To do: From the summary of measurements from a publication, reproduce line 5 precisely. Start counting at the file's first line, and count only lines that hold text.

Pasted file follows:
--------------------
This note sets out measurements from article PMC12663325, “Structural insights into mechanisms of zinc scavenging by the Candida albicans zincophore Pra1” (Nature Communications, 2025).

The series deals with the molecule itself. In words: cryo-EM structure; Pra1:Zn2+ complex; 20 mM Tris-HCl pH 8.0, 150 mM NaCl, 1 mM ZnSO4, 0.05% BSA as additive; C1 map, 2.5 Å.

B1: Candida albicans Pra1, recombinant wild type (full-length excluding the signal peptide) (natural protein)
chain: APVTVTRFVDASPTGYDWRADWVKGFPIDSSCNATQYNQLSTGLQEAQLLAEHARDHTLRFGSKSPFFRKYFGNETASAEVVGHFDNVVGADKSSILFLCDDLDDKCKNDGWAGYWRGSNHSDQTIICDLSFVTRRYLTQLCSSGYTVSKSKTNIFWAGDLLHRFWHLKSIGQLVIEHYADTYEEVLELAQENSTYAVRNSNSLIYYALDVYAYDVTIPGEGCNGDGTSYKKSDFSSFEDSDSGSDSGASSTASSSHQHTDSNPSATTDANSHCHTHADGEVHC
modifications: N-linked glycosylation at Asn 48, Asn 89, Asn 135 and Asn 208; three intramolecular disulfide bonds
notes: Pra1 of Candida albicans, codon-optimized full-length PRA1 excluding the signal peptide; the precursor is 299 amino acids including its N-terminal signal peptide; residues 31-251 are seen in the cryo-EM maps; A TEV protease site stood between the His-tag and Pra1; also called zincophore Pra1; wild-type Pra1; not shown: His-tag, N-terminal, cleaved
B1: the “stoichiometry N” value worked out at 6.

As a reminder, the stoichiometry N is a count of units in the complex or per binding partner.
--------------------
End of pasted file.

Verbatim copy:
modifications: N-linked glycosylation at Asn 48, Asn 89, Asn 135 and Asn 208; three intramolecular disulfide bonds